Lindsey Nickolls

Lindsey Nickolls

I joined the University as Business Change Officer for the Information Security Framework Programme on 20th October 2014 and my role will focus on engagement and communication.

Latest posts

OneDrive for Business Project Update

Posted on 18 February 2016 by Lindsey Nickolls

  Following the release of a new OneDrive for Business client by Microsoft in December 2015, the project team have concluded that whilst the previously communicated issues with the client have been satisfactorily resolved, the new client currently suffers from a some ‘notable gaps’. These gaps have the potential to cause significant issues for users:
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Start patching now!

Posted on 20 January 2016 by Lindsey Nickolls

Security holes in windows, Office, Internet Explorer and Adobe.   Last week Microsoft released patches to address 26 vulnerabilities in a wide range of products including Windows 10, Office, Silverlight, Internet Explorer and Internet Explorer’s successor Microsoft Edge. In total nine security bulletins were issued last week by Microsoft, of which, six are described as
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University cloud based storage service update

Posted on 9 July 2015 by Lindsey Nickolls

An update on the release of the University cloud based storage service, Microsoft OneDrive for Business.               In April we advised that Microsoft were making some enhancements to OneDrive for Business and were due to release a new version of the application in May. Since then Microsoft has decided
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Spreading the word…

Posted on 20 May 2015 by Lindsey Nickolls

This week Ruth Robertson the ISF Programme Manager has been at the Information and Records Management Society Annual Conference. Ruth gave a presentation ‘Managing Information Security Risk: Practical advice…’ about what we’ve achieved here at Cardiff and lessons learnt along the way. There was a lot of interest in the room and the free copies of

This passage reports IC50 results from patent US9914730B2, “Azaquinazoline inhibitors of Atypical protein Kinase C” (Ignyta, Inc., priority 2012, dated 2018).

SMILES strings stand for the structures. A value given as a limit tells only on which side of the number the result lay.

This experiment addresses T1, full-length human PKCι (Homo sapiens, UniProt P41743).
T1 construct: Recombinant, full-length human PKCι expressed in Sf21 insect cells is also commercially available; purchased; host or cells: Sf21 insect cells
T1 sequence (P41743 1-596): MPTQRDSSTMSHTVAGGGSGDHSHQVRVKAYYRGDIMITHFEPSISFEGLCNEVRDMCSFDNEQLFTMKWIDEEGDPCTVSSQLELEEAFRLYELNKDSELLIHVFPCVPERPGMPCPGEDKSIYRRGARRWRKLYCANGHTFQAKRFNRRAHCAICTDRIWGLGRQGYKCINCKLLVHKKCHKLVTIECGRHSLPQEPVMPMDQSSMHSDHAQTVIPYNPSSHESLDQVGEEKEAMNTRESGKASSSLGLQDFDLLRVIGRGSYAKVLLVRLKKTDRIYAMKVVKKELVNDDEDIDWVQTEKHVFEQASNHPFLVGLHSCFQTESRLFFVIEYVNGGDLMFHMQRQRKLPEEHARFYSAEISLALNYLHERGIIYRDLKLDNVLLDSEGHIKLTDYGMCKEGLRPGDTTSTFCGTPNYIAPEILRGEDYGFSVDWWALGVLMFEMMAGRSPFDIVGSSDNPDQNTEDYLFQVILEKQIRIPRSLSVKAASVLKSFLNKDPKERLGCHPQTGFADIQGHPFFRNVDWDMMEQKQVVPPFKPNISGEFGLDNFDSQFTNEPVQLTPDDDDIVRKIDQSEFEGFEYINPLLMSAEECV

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Encryption is on the way

Posted on 8 May 2015 by Lindsey Nickolls

What is encryption? Encryption protects your information from being accessed by unauthorised people. Many of us carry around smartphones, tablets and laptops containing a mixture of personal and University information. By encrypting mobile devices and laptops information will be protected from falling into the wrongs hands. Please see our website to find out more about encryption and how it works.      
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Apple Products (iPhone, iPad and Mac) Remain Vulnerable to Security Flaws!

Posted on 24 April 2015 by Lindsey Nickolls

Security flaws continue to plague popular Apple products with security researchers and bloggers all a buzz over a trio of issues Issue 1 On Monday (20th April) Ars Technica reported that around 1,500 iPhone and iPad applications contain an HTTPS-crippling vulnerability that makes it easy for attackers to intercept encrypted passwords, bank-account numbers, and other highly sensitive information, according to research
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File Sharing Applications – How to Protect Your Data

Posted on 21 April 2015 by Lindsey Nickolls

More and more people are opting to use free consumer cloud data storage services like Dropbox, Box, Google Drive, Apple iCloud etc. and many of these services offer the facility to share files with others. Unfortunately, many users are putting their data at risk by not applying caution and controls when sharing private or sensitive data.   Graham Cluley
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Embarrassing password leaks on live TV

Posted on 17 April 2015 by Lindsey Nickolls

Many people have written password details somewhere that could be viewed by others. Perhaps they knew they shouldn’t and thought “how bad can it be” or maybe the consequences didn’t even cross their minds. Quite possibly it never occurred to the people highlighted in the article below of the embarrassing consequences of visible passwords at their offices being broadcast on live TV. Lewis Morgan
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